Obama protests, "Six years out from now, we're just back to where we are now? I'm not going to sign on for that." He tells his Secretary of Defense, "You have essentially given me one option. It's unacceptable." He indicates his preferred option: "It'd be a lot easier for me to go out and give a speech saying, 'You know what? The American people are sick of this war, and we're going to put in 10,000 trainers because that's how we're going to get out of there.'"

But even though the military staged a "rigged" war-game to push its demand for 40,000 more troops, even though Obama was never given the other options he had demanded, the President never seized authority.

The cover would be that he would announce an increase of 30,000 troops rather than 40,000. The fig-leaf would be the July 2011 withdrawal of US combat forces.

Well, here we are, almost a year after the incidents in Woodward's account. And guess what? The same process is occurring again. David Petraeus --- after a nominal demotion to take charge of US forces in Afghanistan --- is already spinning the media to break the constraint of July 2011: "[This is] not a date when we rush for the exit and reach for the light switch to turn it out before leaving the room." More "private" forces are going in alongside the US military.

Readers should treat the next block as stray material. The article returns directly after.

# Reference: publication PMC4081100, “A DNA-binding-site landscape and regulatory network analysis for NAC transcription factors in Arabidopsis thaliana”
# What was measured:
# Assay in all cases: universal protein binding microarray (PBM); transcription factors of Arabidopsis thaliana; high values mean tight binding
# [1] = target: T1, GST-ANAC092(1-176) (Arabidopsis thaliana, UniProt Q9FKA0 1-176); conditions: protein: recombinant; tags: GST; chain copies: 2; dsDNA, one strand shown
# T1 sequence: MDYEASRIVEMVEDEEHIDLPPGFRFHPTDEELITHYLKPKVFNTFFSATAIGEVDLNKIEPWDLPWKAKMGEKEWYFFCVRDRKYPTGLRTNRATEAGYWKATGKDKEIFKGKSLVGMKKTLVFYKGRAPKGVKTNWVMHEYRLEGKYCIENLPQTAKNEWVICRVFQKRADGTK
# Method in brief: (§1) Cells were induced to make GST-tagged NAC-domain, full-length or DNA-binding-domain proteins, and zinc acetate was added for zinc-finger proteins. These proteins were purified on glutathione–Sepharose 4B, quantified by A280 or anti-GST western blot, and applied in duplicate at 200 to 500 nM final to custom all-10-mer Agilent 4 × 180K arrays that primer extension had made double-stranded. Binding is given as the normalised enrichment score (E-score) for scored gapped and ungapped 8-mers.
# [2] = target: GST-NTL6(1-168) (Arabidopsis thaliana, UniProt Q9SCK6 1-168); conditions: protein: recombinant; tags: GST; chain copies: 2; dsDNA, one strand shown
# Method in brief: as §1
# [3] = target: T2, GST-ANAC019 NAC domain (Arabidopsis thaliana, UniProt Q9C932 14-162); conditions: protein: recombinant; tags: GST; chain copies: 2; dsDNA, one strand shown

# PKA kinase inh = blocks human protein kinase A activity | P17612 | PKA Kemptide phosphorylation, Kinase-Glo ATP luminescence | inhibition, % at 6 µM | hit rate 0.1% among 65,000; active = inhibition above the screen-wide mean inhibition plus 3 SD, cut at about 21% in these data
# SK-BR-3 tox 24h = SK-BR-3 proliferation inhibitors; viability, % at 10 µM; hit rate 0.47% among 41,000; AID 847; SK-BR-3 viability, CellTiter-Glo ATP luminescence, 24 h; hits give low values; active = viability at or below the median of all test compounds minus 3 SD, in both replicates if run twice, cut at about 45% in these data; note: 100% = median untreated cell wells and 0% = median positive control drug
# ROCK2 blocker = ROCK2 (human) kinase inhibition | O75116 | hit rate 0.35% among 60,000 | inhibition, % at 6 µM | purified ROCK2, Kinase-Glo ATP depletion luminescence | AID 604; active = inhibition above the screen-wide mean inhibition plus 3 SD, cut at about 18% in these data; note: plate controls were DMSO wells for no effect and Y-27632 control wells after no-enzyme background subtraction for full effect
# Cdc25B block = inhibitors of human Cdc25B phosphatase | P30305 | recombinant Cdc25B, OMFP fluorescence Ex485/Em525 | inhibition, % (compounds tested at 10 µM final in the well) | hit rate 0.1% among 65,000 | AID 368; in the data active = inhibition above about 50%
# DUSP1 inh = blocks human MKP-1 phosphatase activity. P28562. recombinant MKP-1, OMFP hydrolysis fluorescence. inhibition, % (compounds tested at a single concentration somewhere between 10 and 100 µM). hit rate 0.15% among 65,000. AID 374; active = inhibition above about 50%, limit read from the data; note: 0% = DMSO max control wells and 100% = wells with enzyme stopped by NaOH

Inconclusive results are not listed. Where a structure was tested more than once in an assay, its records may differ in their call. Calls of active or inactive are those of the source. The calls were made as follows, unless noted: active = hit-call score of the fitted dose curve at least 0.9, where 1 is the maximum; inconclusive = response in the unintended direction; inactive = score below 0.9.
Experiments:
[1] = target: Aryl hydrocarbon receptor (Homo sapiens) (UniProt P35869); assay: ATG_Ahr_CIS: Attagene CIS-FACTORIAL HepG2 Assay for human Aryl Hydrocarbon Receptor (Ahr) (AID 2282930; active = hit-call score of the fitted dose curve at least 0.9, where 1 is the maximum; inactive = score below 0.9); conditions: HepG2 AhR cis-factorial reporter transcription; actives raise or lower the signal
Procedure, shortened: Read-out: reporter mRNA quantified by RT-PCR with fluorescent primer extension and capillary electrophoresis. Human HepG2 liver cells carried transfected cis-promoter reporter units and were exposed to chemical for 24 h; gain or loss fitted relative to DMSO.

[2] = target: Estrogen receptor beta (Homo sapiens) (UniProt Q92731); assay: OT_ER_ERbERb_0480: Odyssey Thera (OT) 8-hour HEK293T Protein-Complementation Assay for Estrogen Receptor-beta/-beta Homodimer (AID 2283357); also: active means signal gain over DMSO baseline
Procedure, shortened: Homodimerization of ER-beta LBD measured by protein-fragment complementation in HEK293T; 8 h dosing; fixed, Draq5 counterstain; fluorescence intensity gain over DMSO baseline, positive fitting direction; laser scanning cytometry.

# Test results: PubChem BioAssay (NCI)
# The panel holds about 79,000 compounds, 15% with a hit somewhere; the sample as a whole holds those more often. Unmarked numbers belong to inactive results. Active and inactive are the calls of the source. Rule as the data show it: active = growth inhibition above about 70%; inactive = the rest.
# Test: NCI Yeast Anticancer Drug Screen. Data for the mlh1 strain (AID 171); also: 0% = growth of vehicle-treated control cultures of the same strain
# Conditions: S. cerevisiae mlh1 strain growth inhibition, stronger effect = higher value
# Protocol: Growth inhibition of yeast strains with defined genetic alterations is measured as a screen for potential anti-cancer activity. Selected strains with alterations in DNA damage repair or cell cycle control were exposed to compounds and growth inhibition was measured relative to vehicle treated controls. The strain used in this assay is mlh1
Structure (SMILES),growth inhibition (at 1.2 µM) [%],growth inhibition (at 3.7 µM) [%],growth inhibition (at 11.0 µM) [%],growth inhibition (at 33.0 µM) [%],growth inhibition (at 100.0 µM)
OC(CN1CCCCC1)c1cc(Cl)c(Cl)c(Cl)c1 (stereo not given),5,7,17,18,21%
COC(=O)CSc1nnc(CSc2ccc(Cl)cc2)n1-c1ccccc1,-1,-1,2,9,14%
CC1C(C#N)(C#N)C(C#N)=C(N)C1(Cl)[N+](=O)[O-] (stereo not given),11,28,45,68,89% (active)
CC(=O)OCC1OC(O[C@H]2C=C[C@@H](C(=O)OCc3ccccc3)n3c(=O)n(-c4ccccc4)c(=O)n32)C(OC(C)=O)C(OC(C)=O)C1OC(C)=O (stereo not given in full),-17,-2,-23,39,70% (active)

And the "non-military" side of the US effort, once prominent in Obama's speeches, is now stuck in the morass of Afghan politics and dealing of favours. The Wall Street Journal adds another example this morning, "Federal prosecutors in New York have opened a criminal probe of one of Afghan President Hamid Karzai's brothers, raising the stakes in Washington's sometimes-contentious dealings with the Karzai government."

I am against the US military intervention in Afghanistan. But, if it is going to happen, I would at least appreciate that it be done honestly and without these crocodile tears. I would like a President who says forthrightly, "This is what we are doing," rather than one whose advisors, over the following weeks and months, whisper to their favoured correspondent, "We didn't really like this but the military was so mean. What could we do?" 

You want sympathy, boys? Go find Oprah.

And Mr President: come out from behind your whispering staff. Face your military. Command or admit that you no longer command.